Friday, December 17, 2010

We've Been What?



On Performance Day I give a chit-chat to the audience before each show. I have motives, and they're not altruistic.

"I'd like to direct your attention over here to my left to what I like to call 'The Shakespeare Club Museum'."

Atop tables I've set up photo displays of the five years of Shakespeare Club. The pictures are mostly candid shots of the kids rehearsing, doing warm-ups, making props or goofing off.

"Along with the photo collage there is an Honor Roll of club members who earned special mention for acting or writing. Some have made Honor Roll because they went out of their way to live up to our mottos: We help each other and we share with each other."

Parents and relatives like to take pictures of the Honor Roll when they see a familiar name on it. And the kids, both current and from years past, love to pore over images of their younger selves. The museum is popular and draws crowds.


"There is also a board with excerpts of the children's journal writing. And finally, I'd like to point out our Shakespeare Club donation box. If you have an extra nickel or dime we could use it to feed the actors and fund the props."

The donation box is an empty square tissue box covered in tin foil and with SHAKESPEARE CLUB DONATION BOX printed on all four sides. Highly unprofessional, but I figure we're an elementary school with a small-town feel.

At the one o'clock performance, a parent stuck a hundred-dollar bill in my hand and said, "I don't want to put this in the box."

"Sure, no problem," I answered...and twigged, problem. But I had so many other problems that I didn't think about it again.

I did, however, go to the box and emptied out some donated bills totaling thirty-six dollars. I left six dollars to encourage other donors.

GRUMIO
Nothing comes amiss, so money comes withal.
The Taming of the Shrew Act I, Scene II

After the three o'clock performance, I was busy with dinner and a movie for the kids.

At the end of the night, I got the shock. The box was empty. Even the lousy six dollars was gone.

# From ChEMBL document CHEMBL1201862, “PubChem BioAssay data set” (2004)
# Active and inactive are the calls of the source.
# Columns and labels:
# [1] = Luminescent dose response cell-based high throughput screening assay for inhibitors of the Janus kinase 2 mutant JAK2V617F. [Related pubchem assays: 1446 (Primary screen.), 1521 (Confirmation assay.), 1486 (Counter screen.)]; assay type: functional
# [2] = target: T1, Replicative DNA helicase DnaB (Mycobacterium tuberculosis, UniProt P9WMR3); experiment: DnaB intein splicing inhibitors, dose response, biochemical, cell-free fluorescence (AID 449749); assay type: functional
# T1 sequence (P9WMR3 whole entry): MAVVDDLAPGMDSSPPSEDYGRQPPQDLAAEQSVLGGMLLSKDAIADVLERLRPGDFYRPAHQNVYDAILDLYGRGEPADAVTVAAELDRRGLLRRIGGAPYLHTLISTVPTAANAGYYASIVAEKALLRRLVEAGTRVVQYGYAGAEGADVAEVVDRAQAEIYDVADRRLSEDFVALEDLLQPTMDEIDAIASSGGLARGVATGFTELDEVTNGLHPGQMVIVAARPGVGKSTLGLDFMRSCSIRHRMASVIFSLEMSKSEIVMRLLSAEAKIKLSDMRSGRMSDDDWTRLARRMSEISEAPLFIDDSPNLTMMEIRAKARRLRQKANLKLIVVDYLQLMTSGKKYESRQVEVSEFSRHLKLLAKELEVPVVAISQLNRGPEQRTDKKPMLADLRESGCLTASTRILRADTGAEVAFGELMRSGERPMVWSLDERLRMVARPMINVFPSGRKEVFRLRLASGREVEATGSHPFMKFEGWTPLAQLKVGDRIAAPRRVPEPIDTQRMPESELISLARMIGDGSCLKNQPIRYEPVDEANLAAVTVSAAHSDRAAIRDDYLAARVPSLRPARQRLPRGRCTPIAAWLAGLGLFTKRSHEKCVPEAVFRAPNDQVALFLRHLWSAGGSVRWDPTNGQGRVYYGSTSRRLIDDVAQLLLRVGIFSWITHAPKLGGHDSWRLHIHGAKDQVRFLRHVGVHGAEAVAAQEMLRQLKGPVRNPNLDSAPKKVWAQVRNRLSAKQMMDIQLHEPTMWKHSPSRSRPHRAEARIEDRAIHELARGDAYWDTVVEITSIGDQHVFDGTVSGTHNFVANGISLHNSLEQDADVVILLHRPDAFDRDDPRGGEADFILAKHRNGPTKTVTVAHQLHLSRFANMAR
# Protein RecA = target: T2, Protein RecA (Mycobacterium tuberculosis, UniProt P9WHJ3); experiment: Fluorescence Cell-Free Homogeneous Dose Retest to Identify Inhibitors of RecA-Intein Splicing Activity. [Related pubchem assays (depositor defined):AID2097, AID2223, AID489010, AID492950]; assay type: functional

But, but, but...we're an elementary school with a small-town feel.

Lesson learned, Ms. Ryane. Get a professional box with a professional lock on it. I have no idea who did it and I don't want to know. I only hope they really, really needed it.

So, the Shakespeare Club this year made $136 in donations.


CHILDREN'S WRITES: A Journal Entry
Adventure

Adventure is a wonderfull life. I will tell you one of my adventures.

One day I was hikeing in the woods, I found a large black cave. I was scared to go in at first. But I remembered I had a flashlight. So I went in …splash! I fell into a underwater lake. I swam to the edge. I looked for a exit. The ground fell! I was falling fast. It was so scary. I saw a dino. I ran so fast. It chased me to a mountan. I climed it to where it was snowing. I found some shushi. I thought, "Why would shushi?" I ate it. I was transported back! But I fell down in the cave again. And started all over. But this time I brought a gun.
Henry, 4th grade

2 comments:

  1. Like you, I hope that thief really, really needed it. I'm doubtful though. A few weeks ago a friend had her great-grandfather's metal milk jug stolen off her porch. Two friends in an online group of seven had their houses broken into and many things stolen the prior week and one friend the same 20 years ago. That's three of seven! Someone rifles through my church's mail every few weeks to find a few dollars. I'm doubtful that any of their "desperation" is the kind I would be understanding of. Theft is theft. And it's more than taking something that someone else owns. It's an assault against other people, it damages both thief and victim, and it often damages more than the thief or the victim understands at the time. It breaks more than the communities it enters. I'm so sorry it entered your beautiful supportive learning community.

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  2. You are so right on every count.Next year better, I hope.

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